This Programming Language Boosts Website Performance

January 9, 2019 Posted by Programming 0 thoughts on “This Programming Language Boosts Website Performance”

Introduction

Building large websites that are expected to withstand immense traffic while performing complex calculations requires code that is optimized. Ideally, C++ would be used to ensure optimal performance, but there aren’t enough C++ developers to replace front end developers. Also, C++ can be a tricky language to implement without deep knowledge of its nuances.

A Potential Solution is Rust

Rust is is a low-level language that is strongly typed. Like C/C++, Rust can take full advantage of a machine’s processing power to create systems that are highly performative. It’s also safe. What Rust promises is C++ control without all of the security troublemakers like segfaults, null pointers, buffer overflows, and many other nightmares that C++ developers have to wrangle with.

Rust’s safety, combined with its modularity, makes it suitable for integration with other languages. Thanks to its easy to implement multi threading, we can drastically speed up our single-threaded JavaScript apps.

In the first part of this Rust series, we’re going to walk through setting up Rust, writing Rust code, exporting the code, and using the code in our Node environment. By the end of this article, you’ll see how painless marrying Rust with JavaScript is.

Step 1 — Set up up Node and Rust

In this part of the series we’ll be working with a simple iterative factorial solution written in Rust. Using iteration will allow us to explore mutation and control/flow in Rust. Before we begin, we have to setup our Node and Rust environments.

Node Setup

Here are some tools we’re going to need in step by step order:

1)Nodejs. For those unfamiliar with Node, Node simply allows us to write JavaScript outside of the client. On the command line, you can execute a script with node file.js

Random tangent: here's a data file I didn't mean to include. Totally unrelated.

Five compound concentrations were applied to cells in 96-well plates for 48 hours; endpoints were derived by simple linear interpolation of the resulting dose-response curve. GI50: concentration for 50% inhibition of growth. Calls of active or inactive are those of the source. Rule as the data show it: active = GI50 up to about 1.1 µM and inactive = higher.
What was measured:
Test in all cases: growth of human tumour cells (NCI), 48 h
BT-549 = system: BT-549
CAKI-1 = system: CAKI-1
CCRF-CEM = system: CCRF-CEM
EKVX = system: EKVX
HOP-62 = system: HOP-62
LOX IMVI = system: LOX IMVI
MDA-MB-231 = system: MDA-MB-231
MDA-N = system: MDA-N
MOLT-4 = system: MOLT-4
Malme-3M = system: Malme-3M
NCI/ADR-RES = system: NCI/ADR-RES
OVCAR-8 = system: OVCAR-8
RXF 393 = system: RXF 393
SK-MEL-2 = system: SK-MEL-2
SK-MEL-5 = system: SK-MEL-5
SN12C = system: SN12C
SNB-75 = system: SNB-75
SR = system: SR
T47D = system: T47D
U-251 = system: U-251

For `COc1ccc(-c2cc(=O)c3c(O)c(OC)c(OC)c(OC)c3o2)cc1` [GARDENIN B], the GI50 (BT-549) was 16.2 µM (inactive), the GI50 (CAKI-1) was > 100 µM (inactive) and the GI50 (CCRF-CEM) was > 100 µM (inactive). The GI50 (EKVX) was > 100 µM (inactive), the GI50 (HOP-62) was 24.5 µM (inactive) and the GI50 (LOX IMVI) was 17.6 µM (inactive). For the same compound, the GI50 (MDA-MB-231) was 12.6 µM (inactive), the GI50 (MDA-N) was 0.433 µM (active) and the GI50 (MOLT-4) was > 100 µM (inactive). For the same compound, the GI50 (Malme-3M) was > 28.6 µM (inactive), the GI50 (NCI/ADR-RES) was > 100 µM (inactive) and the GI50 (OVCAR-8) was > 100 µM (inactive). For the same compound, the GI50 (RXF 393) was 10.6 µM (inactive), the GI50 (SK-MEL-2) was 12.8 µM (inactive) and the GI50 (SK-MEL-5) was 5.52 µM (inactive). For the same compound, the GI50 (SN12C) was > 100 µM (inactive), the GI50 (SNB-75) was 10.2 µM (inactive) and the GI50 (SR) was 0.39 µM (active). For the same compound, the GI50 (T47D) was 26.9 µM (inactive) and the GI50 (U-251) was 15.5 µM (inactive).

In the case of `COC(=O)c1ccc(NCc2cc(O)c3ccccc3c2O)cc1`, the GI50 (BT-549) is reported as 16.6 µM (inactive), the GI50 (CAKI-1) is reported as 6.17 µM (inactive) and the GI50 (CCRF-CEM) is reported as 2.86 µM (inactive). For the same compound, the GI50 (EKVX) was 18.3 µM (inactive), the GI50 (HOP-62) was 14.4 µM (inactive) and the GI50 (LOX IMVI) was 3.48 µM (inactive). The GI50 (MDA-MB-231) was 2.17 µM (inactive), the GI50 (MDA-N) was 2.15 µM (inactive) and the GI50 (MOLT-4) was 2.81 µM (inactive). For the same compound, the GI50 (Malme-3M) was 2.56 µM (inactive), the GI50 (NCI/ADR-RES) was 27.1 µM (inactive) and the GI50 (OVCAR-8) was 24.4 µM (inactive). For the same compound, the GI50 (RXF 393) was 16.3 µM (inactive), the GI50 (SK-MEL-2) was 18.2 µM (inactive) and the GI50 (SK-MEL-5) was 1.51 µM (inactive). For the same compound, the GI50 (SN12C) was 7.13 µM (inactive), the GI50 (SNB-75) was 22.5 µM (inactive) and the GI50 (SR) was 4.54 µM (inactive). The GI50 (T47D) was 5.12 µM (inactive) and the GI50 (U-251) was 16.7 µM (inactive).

1. Create a project by running: node new project-name.
  2. In the project directory, run: npm init and follow the directions.

It’s time to include some node modules:

2) node-gyp. Be sure to read the node-gyp docs. In it are detailed install instructions for Unix, Mac Os X, and Windows operating systems. You should have Python v. 2.7 installed to avoid errors with node-gyp.

run: npm install node-gyp

3) node-ffi. This library, though flawed, provides a powerful tool-chain that will bind our Rust code to our JavaScript code. During the npm install, it will run node-gyp rebuild so make sure you already have the node-gyp setup secured.

run: npm install node-ffi.

4) ref. The ref module will allow us to read in C types.

We’ll leave our Node project now to set up Rust.

Rust Setup

Install Rust at www.rustup.rs. All you have to do is wait for the packages to load in the command line, just like any package installation.

Next, we’re going to create a library that we’ll make public, so let’s initialize our Rust lib by writing: $ cargo new --lib project_name.

Insert your own project name. For the sake of this tutorial, the name of this project will be called factorial.

Then, go into your Cargo.toml file and add:

[lib]
name=filename
crate-type=[“dylib”]

This setting will overwrite the default rlib and replace it with a dynamic library that our node-ffi library can access.

Step2 — Initialize, Create, and Release a Rust Library

Now that we’ve set up both our Rust and Node projects, let’s stay in our Rust environment and declare our iterative factorialize function in lib.rs. This is for the sake of simplicity. Conventionally, if we were to create an extensive library, we’d wrap this function within a module(mod). We’d also create a file structure that reflects the names of our modules. For more information about library file structure read the crates and modules chapter in the free online Cargo book. Then read, mod and the file-system.